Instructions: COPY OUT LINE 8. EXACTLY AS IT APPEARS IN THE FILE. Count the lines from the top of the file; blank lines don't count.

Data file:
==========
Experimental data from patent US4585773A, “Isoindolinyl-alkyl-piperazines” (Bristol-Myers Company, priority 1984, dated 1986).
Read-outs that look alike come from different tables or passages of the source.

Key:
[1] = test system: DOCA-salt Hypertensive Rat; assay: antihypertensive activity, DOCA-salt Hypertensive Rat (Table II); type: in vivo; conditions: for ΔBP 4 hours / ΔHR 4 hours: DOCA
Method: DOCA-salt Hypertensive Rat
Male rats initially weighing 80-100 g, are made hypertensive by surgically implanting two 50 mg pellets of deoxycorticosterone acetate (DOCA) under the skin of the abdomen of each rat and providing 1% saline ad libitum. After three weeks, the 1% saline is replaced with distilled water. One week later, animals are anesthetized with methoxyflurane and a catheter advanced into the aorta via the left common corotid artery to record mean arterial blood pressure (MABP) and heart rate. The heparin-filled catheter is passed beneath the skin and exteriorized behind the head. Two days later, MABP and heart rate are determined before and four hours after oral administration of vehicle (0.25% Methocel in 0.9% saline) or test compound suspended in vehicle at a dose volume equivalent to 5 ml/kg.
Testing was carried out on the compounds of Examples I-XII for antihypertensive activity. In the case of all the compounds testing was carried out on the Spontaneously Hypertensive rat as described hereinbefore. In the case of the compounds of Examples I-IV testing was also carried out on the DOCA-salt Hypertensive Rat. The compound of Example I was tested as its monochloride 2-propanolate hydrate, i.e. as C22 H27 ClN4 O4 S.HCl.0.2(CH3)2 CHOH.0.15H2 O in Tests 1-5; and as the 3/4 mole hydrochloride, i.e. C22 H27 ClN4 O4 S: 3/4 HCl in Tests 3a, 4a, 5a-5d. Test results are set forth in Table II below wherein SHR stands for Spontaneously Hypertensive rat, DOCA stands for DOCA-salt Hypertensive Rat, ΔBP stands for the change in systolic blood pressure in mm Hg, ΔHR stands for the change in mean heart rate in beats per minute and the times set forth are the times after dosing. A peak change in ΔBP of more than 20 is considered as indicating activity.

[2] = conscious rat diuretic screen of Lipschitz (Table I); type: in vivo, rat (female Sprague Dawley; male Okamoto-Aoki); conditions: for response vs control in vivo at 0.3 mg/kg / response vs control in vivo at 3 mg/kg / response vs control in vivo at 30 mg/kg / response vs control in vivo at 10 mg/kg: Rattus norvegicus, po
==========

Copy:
[2] = conscious rat diuretic screen of Lipschitz (Table I); type: in vivo, rat (female Sprague Dawley; male Okamoto-Aoki); conditions: for response vs control in vivo at 0.3 mg/kg / response vs control in vivo at 3 mg/kg / response vs control in vivo at 30 mg/kg / response vs control in vivo at 10 mg/kg: Rattus norvegicus, po